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Belarus Crisis May Signal Shift for Ukraine
A poster showing a picture of Belarus president Alexander Lukashenko on August 24, 2020 in Minsk, Belarus. (Photo: Misha Friedman/Getty Images)
It took over a month for the Ukrainian parliament to adopt a resolution on the growing wave of anti-regime protests in neighbouring Belarus. The bland statement they eventually produced on September 15, although it harshly condemned the detainment and treatment of protesters, stopped short of directly criticising President Alexander Lukashenko.
Even so, it was only adopted by a tiny margin of two votes, with two-thirds of the ruling Servant of the People party declining to support it.
The vote perfectly illustrates the ambiguous relationship between Ukraine and its northern neighbour.
Although Ukraine’s 2014 revolution threw Lukashenko’s anti-democratic and authoritarian politics - as well as his distrust of Western values and dependence on Russia - into shop focus, relations between the two countries remained warm.
Most significantly, Lukashenko never took sides in the Russian-Ukrainian conflict. In particular, he did not recognize annexed Crimea as a part of Russia and did not block fuel supplies to the Ukrainian army, even during fighting in Donbas.
He also did not allow Belarus to become a springboard for Russian troops against Ukraine, which prevented even strictly pro-European politicians from criticizing Lukashenko.
However, the situation has now changed. Minsk’s pro-Moscow orientation makes it more likely that Russian troops will appear in Belarus, especially if Lukashenko retains power.
Currently, Ukraine only has an eastern front with Russia. If relations with Belarus worsened and Russia was allowed to launch military operations from there, that would open up another north/north eastern front as well.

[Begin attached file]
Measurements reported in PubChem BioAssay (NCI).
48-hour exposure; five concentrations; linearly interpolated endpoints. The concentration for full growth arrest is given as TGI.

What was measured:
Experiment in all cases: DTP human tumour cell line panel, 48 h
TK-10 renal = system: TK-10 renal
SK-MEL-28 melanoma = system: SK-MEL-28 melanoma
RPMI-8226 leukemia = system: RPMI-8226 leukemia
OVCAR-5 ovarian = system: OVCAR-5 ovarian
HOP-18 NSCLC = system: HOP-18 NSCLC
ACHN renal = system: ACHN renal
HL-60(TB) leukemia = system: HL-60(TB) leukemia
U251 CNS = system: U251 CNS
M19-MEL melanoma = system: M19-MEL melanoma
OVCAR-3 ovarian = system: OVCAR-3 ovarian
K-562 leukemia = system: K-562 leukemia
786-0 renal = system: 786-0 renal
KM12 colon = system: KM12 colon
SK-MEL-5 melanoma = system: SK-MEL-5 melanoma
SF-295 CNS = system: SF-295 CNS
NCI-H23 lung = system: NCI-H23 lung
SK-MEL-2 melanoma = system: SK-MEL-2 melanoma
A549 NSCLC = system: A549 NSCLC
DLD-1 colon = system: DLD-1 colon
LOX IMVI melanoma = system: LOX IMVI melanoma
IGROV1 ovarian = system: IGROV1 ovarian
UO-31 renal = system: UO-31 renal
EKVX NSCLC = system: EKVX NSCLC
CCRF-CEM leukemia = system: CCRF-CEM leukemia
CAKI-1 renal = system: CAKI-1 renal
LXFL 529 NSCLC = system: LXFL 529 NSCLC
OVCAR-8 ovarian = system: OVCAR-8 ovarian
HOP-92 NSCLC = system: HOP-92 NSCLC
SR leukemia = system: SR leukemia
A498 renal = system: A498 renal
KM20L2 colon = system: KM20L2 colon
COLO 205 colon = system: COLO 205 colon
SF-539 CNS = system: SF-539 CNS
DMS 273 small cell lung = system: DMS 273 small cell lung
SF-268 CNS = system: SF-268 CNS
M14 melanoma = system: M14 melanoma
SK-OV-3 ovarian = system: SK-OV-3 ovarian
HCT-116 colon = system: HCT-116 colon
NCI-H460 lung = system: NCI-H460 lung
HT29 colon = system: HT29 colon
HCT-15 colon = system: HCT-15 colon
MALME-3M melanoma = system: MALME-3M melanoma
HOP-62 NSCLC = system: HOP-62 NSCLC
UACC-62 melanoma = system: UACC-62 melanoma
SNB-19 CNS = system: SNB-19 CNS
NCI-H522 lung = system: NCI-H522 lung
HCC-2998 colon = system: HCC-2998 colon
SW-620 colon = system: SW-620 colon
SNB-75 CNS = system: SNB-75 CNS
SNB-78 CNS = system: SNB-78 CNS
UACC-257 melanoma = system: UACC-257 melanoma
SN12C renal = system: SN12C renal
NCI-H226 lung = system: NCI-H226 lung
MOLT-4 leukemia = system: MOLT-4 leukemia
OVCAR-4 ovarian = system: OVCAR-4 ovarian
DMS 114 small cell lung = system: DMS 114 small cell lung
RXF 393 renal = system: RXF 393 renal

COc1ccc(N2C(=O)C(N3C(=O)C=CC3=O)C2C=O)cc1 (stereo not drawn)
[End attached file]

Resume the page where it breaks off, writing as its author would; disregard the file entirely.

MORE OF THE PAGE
Alexander Zavitnevich, head of the Ukrainian parliament’s national security committee, told RBC-Ukraine that although the chances of a Russian military invasion from the territory of Belarus were “fewer than from the territory of Donbass, they still exist and cannot be neglected”.
According to Hanna Shelest, editor-in-chief of Ukraine Analytica, Russia could also revive attempts it made some five years ago to convince Belarus to let them position a military base on its territory. After much back-and-forth, Minsk refused; it will be much harder for them to resist now.
Shelest said, however, that in line with Russian policy it would be much more likely that this prospective base would be intended as a deterrent to NATO forces in Poland, rather than Ukraine.
“For Ukraine, this may become a chance to strengthen its cooperation with NATO, including in terms of exchanging intelligence information and modeling joint activities in case of a Russian assault from the territory of Belarus,” Shelest said.
Developments in Belarus may also affect its trade relations with Ukraine. If the crisis deepens, Ukraine will have to join ongoing efforts by the EU to impose sanctions on Belarusian officials.